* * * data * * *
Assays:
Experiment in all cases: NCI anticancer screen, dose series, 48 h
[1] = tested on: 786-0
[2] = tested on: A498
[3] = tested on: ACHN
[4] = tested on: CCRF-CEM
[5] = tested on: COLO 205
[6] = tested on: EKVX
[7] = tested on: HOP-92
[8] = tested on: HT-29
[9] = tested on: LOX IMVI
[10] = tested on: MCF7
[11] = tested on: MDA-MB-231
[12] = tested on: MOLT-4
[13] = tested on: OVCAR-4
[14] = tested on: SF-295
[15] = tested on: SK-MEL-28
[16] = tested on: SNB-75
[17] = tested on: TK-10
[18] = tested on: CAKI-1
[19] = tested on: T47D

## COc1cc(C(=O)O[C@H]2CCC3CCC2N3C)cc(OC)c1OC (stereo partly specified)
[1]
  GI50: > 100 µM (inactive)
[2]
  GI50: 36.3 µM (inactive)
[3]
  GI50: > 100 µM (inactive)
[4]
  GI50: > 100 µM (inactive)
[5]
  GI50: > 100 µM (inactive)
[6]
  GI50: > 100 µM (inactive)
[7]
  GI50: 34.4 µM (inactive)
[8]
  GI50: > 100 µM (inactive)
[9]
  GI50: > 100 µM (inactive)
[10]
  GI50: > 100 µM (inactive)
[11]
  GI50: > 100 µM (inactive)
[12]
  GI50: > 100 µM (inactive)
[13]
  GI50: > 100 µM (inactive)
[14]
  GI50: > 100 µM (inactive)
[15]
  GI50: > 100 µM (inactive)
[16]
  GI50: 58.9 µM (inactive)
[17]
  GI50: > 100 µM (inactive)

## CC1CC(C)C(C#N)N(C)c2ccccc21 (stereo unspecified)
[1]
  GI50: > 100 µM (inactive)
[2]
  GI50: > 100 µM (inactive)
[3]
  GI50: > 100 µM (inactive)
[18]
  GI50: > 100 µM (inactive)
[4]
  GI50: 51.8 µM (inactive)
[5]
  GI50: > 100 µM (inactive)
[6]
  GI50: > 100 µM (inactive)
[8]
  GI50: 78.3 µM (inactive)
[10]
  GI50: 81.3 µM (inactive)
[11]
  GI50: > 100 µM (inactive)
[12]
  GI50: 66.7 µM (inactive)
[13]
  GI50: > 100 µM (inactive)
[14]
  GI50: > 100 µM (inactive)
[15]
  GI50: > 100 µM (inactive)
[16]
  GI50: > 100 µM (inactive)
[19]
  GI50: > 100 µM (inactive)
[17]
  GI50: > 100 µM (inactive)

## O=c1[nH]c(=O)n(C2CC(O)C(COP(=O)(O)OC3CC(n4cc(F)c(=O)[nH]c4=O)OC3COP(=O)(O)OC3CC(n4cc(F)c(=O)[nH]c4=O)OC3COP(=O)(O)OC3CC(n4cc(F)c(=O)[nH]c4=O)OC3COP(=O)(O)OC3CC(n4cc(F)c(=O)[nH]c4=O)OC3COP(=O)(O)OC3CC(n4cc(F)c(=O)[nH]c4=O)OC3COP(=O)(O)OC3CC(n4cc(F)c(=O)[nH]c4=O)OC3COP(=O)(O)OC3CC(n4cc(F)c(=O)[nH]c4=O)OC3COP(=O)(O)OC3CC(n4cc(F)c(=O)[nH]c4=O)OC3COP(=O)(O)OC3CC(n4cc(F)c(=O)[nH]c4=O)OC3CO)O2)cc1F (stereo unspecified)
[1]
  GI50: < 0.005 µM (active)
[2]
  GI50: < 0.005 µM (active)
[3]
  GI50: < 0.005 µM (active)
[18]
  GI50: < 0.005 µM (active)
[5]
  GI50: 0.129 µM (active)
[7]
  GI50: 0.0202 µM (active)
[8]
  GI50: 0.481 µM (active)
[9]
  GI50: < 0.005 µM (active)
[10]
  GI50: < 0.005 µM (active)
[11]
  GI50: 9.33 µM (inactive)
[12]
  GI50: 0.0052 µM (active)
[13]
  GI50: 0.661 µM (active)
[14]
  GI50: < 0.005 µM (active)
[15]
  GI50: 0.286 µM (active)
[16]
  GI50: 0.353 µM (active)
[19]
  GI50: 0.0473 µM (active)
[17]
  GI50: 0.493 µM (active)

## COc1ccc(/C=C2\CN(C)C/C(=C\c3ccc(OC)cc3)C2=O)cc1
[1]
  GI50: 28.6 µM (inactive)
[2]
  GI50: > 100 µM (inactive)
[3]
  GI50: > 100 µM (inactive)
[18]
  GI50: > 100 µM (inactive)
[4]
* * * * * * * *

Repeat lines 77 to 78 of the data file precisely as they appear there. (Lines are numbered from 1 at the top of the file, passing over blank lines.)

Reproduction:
  GI50: > 100 µM (inactive)
[12]